If you don’t laugh together often, well, it’s not the end of the world. It may not be the end of your partnership either. However, your relationship should offer some outlet of entertainment, lightness and happiness. And if you feel persistently the opposite, it’s likely you’re in a toxic relationship.
Leaving a Toxic Relationship
Don’t go to bed mad. Laugh often. The best apology is changed behavior. Pay more attention to your partner than you do your phone.
Solid relationship advice is easy to come by, right? Why is it so hard to implement then? And, why is it so hard to cut ties from a partnership that is beyond the help of good relationship advice, but rather is harmful and forcing you away from being the person you’ve worked so hard to become?
Well, there are a few reasons for this. Let’s go back to self esteem. For the duration of the relationship, you may have unconsciously based your self worth off of the success of the relationship. The important thing to remember is that just because the relationship didn’t work out, doesn’t mean you aren’t worthy or valuable.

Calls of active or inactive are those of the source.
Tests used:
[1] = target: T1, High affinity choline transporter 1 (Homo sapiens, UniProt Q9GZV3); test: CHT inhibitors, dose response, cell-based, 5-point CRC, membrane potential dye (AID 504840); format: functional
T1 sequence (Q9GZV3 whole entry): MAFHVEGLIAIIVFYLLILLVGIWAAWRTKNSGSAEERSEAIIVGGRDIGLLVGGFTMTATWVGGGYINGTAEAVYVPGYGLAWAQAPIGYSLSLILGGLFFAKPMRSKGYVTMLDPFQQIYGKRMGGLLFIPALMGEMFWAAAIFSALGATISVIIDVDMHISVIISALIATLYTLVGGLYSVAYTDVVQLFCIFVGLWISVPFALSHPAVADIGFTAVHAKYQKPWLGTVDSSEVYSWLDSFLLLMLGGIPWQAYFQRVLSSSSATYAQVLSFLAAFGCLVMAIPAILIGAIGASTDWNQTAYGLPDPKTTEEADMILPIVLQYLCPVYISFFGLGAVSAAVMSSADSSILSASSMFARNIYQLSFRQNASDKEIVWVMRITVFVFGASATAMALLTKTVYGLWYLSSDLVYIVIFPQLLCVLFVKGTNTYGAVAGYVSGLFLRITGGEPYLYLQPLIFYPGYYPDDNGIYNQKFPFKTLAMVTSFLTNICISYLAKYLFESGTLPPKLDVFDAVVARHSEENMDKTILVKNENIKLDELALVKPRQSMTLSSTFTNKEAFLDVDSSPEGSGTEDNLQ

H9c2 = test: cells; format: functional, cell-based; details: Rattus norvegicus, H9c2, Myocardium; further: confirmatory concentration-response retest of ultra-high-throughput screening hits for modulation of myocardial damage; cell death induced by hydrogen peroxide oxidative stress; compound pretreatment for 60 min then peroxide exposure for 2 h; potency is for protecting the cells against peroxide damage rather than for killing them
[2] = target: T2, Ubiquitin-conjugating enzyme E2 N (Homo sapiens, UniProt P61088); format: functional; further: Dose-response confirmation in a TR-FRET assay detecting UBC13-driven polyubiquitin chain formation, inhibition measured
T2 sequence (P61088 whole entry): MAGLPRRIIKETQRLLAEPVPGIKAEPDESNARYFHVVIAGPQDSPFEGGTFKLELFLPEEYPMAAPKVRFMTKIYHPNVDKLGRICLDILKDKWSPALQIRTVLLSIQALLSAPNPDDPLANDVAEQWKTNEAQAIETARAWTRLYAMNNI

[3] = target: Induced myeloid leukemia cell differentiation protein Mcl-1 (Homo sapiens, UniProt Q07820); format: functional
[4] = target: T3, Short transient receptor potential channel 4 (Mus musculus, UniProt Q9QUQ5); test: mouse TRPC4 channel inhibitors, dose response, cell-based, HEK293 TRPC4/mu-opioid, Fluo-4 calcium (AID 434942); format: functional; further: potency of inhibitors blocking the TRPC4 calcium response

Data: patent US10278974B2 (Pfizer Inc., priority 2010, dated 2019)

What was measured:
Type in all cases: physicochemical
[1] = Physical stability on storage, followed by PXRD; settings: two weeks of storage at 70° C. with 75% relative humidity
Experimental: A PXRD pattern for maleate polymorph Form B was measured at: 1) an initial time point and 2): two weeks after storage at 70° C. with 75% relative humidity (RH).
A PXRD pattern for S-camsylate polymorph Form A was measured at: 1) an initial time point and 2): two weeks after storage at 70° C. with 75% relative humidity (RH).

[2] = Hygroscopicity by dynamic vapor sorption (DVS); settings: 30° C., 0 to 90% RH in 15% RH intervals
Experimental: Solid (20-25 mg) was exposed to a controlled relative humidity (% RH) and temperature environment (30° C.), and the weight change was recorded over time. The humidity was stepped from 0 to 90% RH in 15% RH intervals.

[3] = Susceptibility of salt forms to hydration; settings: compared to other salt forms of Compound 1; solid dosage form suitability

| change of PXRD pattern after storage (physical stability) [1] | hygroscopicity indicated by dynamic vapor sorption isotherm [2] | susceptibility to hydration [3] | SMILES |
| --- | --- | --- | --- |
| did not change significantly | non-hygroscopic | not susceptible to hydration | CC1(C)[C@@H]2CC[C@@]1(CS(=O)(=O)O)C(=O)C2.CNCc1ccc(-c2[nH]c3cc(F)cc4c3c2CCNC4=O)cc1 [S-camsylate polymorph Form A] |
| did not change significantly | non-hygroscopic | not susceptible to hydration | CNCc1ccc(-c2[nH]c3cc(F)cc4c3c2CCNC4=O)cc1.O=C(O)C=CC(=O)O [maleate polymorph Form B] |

A few questions to consider: Are you hoping that what made your relationship good in the beginning will re-materialize … or do you believe that your partner will stop the habits you’re finding to be irreconcilable? Could it be that you’re holding on because of the time and energy you put into the relationship already … and you don’t want it to go to waste? Regardless of which of these questions resonated with you, the theme is the same: you’re waiting for things to get better or change, and they aren’t.